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Increase in foster children ‘staying put’ demands more funding for local authorities

Need for best practice to be shared – Fostering Network

The BBC reports that more young people are staying with their foster families beyond their 18th birthday.

The Staying Put provisions which came into force last year enable a young person's foster care placement to be extended beyond their 18th birthday. It is intended that Staying Put will enable young people to experience a transition from care to independence and adulthood that is similar to that which most young people experience, is based on need and not on age alone.

In response, Kevin Williams, chief executive of The Fostering Network, said:

"Before the legislation was introduced approximately 5 per cent of young people stayed with their foster carers under voluntary staying put arrangements. The pilot schemes to demonstrate the effectiveness of staying put, introduced under the previous Government, showed that around 25 per cent of young people stayed put when local authorities were supported to provide the option for them.

"While it is clearly good news for the 2,300 young adults who have benefited from the stability of staying put, and all changes of this kind take time to become embedded in practice, our concern is that local authorities are not being supported adequately with the implementation of staying put. Implementation is inconsistent meaning the potential impact of staying put is being limited. Anecdotally we are hearing of far too many instances where foster carers are not being supported sufficiently in caring for a young person post-17 and so the placement is forced to break down.

"Not every young person wishes to stay in their fostering placement after they turn 18, but for those who do we believe that they, and their foster carers, should be supported practically and financially to make it happen. If we want these figures to improve going forward, then it is vital that local authorities are encouraged and guided to ensure that best practice for the implementation of staying put is shared. The Government must also ensure financial support is provided so that foster carers aren't out of pocket for keeping their door open for a young person on their journey into adulthood. We would be pleased to see a recommended allowance to make sure that this doesn't happen.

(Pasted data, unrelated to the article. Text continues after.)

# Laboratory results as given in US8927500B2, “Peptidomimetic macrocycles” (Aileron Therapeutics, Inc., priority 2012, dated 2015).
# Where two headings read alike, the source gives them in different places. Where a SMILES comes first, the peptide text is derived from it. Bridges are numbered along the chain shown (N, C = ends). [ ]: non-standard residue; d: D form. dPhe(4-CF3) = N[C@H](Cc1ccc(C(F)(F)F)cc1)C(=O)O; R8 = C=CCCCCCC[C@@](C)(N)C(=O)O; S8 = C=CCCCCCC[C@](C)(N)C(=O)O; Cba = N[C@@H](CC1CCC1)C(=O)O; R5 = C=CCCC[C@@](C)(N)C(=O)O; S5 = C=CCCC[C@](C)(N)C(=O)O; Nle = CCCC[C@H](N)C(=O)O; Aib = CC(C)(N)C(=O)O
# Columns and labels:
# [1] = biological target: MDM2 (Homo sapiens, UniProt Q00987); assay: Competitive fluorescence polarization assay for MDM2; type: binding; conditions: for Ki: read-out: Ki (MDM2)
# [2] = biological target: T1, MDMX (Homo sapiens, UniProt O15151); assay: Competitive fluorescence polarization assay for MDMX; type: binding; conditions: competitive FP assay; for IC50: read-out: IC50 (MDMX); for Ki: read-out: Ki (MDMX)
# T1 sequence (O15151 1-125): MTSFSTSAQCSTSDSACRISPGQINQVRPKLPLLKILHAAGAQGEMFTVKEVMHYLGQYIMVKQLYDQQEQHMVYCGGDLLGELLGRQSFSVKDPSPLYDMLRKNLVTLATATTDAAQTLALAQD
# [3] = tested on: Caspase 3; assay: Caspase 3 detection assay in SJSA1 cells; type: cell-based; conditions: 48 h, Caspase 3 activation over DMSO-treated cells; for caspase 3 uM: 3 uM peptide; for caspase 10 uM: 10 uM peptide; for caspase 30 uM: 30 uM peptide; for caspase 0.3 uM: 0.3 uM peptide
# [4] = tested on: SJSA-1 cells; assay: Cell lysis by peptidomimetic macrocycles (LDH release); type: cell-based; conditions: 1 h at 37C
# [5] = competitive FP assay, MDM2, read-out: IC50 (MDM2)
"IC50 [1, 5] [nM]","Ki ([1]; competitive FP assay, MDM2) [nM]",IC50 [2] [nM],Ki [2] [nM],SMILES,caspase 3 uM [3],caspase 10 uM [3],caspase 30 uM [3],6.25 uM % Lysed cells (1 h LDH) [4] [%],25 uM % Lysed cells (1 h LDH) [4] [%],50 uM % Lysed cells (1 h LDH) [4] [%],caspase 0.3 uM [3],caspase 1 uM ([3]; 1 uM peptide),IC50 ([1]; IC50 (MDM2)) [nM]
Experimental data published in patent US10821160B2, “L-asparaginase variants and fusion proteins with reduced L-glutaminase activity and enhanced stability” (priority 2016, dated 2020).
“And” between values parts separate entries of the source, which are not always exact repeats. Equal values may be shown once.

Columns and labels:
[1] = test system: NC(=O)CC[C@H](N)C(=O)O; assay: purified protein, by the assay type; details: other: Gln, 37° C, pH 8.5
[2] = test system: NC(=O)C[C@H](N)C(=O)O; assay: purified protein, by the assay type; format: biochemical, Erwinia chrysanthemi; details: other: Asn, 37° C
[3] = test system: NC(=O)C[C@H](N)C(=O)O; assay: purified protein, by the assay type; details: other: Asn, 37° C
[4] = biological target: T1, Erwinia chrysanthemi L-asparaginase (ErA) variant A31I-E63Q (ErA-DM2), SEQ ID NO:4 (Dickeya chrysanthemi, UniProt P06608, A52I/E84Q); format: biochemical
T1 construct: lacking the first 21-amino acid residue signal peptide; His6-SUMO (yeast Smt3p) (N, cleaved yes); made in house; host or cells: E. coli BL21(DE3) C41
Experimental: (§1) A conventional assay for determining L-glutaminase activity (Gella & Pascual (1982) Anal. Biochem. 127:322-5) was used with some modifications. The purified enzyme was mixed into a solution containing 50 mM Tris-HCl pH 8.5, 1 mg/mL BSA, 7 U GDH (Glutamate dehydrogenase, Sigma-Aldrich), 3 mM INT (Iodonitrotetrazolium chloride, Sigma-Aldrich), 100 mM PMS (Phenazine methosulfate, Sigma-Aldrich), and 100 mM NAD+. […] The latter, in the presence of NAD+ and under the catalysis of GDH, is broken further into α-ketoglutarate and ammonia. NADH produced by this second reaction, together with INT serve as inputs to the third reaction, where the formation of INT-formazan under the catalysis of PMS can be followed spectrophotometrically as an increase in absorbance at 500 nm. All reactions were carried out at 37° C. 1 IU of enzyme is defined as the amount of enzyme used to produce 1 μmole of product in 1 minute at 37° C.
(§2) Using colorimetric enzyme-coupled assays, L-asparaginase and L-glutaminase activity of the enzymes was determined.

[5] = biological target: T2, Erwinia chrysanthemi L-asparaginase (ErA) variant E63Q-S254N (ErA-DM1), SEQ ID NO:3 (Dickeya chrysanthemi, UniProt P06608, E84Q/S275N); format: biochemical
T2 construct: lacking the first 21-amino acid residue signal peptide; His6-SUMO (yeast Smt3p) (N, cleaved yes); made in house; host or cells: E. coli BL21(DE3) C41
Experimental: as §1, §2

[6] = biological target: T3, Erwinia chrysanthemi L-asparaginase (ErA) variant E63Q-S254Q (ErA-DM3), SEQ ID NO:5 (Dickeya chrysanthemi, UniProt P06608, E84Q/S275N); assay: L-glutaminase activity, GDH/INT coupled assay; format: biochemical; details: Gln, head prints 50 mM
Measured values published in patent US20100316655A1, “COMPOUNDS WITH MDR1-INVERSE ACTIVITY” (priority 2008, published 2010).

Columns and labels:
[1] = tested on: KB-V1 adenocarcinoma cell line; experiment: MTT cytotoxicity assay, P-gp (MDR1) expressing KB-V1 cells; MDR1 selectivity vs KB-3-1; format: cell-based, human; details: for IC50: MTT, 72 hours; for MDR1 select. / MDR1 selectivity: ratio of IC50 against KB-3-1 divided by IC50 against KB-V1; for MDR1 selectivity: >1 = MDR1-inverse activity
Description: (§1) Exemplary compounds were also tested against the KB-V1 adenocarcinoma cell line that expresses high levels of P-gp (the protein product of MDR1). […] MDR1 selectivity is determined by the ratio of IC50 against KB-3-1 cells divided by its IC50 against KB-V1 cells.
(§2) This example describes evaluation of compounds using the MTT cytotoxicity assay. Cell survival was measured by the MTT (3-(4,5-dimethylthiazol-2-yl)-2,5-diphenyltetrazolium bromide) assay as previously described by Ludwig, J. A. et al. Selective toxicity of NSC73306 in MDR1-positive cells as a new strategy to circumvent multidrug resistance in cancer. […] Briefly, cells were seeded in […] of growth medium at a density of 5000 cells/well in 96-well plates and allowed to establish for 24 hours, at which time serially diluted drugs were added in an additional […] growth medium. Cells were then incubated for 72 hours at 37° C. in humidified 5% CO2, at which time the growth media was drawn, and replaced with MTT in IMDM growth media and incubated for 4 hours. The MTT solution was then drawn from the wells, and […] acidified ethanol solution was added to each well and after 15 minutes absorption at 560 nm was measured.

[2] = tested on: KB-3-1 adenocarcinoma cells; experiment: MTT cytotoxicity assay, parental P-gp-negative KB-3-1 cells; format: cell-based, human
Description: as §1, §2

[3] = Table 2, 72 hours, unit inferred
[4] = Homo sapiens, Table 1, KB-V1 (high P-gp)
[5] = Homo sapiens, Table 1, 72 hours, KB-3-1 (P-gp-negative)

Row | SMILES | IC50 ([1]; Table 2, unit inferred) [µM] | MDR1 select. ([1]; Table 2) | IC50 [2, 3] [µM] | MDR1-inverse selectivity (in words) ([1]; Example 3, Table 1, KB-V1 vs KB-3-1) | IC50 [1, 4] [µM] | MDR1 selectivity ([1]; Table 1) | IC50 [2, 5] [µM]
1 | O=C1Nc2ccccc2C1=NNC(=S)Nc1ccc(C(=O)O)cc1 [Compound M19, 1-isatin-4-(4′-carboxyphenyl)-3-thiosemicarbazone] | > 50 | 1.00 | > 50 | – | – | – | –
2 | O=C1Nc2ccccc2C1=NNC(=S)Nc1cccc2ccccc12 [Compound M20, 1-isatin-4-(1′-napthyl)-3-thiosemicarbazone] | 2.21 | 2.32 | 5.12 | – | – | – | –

"We know that allowing young people to 'stay put' can be good for them, and that investment at times of austerity in the lives of young people could have tremendous benefits for the state. Last year 41 per cent of care leavers were not in employment, education, or training, but by supporting a stable home post-17 for these young people, all of that could change and they can receive the opportunities that they deserve. For too long the headlines have been about over-representation of care leavers in the judicial system – staying put, and its proper implementation, is allowing young people to flourish, reach their potential, and expand their horizons.

"While The Fostering Network is very pleased that many young adults are now benefiting from staying put, and applaud the children's minister in England, and the Government in Westminster, for introducing staying put, we call on them to provide the support, best-practice guidance and finances so that even more young people can benefit from this remarkable change in the care system for many years to come."

The Local Government Association has called for more funding so that councils can facilitate Staying Put arrangements and meet the commitments already made to young people and carers.

The LGA has said that there is evidence to show that the programme has been significantly under-funded. The extra costs of administering the programme and finding new carers, who as a result of Staying Put are no longer available to foster new children and young people, have not been taken into account.